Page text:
Then there are guys with huge deposits in such banks and when it collapsed they start crying ati sirkal etc. Yet the red flags are all blinking bright at the moment.
In the business world, everyone is paid in two coins - cash and experience. Take the experience first; the cash will come later - H Geneen
murchr
#293 Posted : Tuesday, April 09, 2019 7:14:45 PM
Rank: Elder


Joined: 2/26/2012
Posts: 14,596
What is the "strategic investor" getting out of this? And didnt Waalimu auditors see this coming?
"There are only two emotions in the market, hope & fear. The problem is you hope when you should fear & fear when you should hope: - Jesse Livermore
.
Ericsson
#294 Posted : Wednesday, April 24, 2019 9:22:49 AM
Rank: Elder


Joined: 12/4/2009
Posts: 6,874
Location: NAIROBI
Seems KCB is the only kenyan bank that made a profit/good returns in Tanzania.
NIC,CBA and Equity Bank Tanzania were in the loss territory;

Equity’s Tanzanian unit recorded a pre-tax loss of Sh559 million last year, reversing a pre-tax profit of Sh352 million in 2017. It was the only unit to report a loss in the review period.

Its expenses, including impairment of financial assets, rose to Sh2.6 billion from Sh1.8 billion, underlining the impact of the new rules.

NIC’s Tanzanian subsidiary’s net losses also widened to Sh113.6 million from Sh107.2 million.

CBA Group also took a hit of more than Sh600 million from the new loan impairment rules last year.

https://www.businessdail...4752-u5vik5z/index.html

KCB Bank Tanzania profit before tax grew by 3989% from ksh.19mn to 777mn
sparkly
#295 Posted : Wednesday, April 24, 2019 11:01:59 AM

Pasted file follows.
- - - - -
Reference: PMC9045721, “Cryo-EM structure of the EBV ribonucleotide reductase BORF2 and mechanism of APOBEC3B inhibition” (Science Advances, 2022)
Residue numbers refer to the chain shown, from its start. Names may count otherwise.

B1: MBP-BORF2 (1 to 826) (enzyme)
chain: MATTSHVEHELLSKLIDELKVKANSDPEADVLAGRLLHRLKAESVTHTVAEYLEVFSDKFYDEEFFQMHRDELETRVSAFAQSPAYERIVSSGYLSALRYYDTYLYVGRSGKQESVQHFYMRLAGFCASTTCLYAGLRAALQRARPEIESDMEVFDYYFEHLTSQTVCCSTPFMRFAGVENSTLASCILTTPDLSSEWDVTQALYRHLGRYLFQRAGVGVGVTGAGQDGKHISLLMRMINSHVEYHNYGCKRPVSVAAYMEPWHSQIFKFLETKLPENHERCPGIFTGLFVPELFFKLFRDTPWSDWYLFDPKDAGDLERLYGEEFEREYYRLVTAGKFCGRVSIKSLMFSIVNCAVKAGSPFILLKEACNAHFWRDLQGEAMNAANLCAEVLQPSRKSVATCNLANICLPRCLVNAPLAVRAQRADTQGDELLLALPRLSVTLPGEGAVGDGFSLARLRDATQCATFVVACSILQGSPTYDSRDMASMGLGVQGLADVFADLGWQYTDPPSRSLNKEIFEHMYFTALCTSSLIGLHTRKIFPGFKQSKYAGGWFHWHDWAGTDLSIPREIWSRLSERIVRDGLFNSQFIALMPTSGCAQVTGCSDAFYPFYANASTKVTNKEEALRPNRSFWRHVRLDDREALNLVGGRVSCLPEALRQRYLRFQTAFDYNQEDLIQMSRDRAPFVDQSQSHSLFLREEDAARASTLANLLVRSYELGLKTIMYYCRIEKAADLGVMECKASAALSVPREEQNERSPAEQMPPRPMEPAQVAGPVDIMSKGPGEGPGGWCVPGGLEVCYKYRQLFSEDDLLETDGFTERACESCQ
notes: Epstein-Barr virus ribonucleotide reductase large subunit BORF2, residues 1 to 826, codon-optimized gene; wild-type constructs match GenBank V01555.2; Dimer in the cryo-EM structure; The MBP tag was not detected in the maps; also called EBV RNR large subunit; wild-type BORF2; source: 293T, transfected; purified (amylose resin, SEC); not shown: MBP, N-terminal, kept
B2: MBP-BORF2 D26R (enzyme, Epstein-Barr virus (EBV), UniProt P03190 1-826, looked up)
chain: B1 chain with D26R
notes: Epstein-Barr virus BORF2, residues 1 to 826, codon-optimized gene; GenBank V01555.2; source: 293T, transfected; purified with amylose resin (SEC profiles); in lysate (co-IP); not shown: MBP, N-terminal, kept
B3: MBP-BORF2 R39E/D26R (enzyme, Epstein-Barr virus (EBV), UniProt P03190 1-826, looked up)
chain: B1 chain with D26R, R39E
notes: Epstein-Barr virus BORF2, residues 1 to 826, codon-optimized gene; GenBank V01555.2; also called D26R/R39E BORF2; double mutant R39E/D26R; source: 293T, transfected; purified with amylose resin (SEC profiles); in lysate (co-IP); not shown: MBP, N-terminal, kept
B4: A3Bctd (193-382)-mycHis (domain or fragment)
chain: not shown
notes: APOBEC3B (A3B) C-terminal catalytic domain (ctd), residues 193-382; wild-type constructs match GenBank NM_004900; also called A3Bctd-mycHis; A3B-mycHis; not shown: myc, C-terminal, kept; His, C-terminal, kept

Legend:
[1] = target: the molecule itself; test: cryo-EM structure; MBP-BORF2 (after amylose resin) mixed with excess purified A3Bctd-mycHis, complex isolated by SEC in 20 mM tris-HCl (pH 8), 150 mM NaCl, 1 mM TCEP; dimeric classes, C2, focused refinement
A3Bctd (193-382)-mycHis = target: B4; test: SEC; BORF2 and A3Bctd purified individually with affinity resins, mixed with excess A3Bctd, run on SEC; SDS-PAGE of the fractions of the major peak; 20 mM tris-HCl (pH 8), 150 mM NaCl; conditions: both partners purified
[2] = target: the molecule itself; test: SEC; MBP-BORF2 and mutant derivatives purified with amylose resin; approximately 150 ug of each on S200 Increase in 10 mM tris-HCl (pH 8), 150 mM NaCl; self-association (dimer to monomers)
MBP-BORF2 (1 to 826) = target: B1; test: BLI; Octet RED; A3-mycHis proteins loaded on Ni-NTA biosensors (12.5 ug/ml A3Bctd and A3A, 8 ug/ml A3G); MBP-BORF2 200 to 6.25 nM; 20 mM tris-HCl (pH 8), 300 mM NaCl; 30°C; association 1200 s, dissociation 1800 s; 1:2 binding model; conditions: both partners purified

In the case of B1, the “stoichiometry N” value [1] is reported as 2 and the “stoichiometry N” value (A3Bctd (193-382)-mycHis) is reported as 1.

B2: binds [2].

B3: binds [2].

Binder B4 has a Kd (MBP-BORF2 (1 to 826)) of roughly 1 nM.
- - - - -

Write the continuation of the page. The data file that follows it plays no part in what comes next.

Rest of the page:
Rank: Elder


Joined: 9/23/2009
Posts: 7,046
Location: Enk are Nyirobi
Ericsson wrote:
Seems KCB is the only kenyan bank that made a profit/good returns in Tanzania.
NIC,CBA and Equity Bank Tanzania were in the loss territory;

Equity’s Tanzanian unit recorded a pre-tax loss of Sh559 million last year, reversing a pre-tax profit of Sh352 million in 2017. It was the only unit to report a loss in the review period.

Its expenses, including impairment of financial assets, rose to Sh2.6 billion from Sh1.8 billion, underlining the impact of the new rules.

NIC’s Tanzanian subsidiary’s net losses also widened to Sh113.6 million from Sh107.2 million.

CBA Group also took a hit of more than Sh600 million from the new loan impairment rules last year.

https://www.businessdail...4752-u5vik5z/index.html

KCB Bank Tanzania profit before tax grew by 3989% from ksh.19mn to 777mn


Tanzania is a very tough business environment to foreigners. Kenyan banks are in Tanzania, not because they expect to make a profit but to complete their regional footprint.
Life is short. Live passionately.
VituVingiSana
#296 Posted : Wednesday, April 24, 2019 2:18:37 PM
Rank: Chief


Joined: 1/3/2007
Posts: 16,044
Location: Nairobi
Ericsson wrote:
Seems KCB is the only kenyan bank that made a profit/good returns in Tanzania.
NIC,CBA and Equity Bank Tanzania were in the loss territory;

Equity’s Tanzanian unit recorded a pre-tax loss of Sh559 million last year, reversing a pre-tax profit of Sh352 million in 2017. It was the only unit to report a loss in the review period.

Its expenses, including impairment of financial assets, rose to Sh2.6 billion from Sh1.8 billion, underlining the impact of the new rules.

NIC’s Tanzanian subsidiary’s net losses also widened to Sh113.6 million from Sh107.2 million.

CBA Group also took a hit of more than Sh600 million from the new loan impairment rules last year.

https://www.businessdail...4752-u5vik5z/index.html

KCB Bank Tanzania profit before tax grew by 3989% from ksh.19mn to 777mn

I&M (TZ) PAT grew from from TZS 4.9 Bn (2017) to 6.2 Bn (2018) but the RoE in TZ is very poor compared to KE, RW and MU.
Greedy when others are fearful. Very fearful when others are greedy - to paraphrase Warren Buffett
Ericsson
#297 Posted : Wednesday, April 24, 2019 2:34:42 PM
Rank: Elder


Joined: 12/4/2009
Posts: 6,874
Location: NAIROBI
VituVingiSana wrote:
Ericsson wrote:
Seems KCB is the only kenyan bank that made a profit/good returns in Tanzania.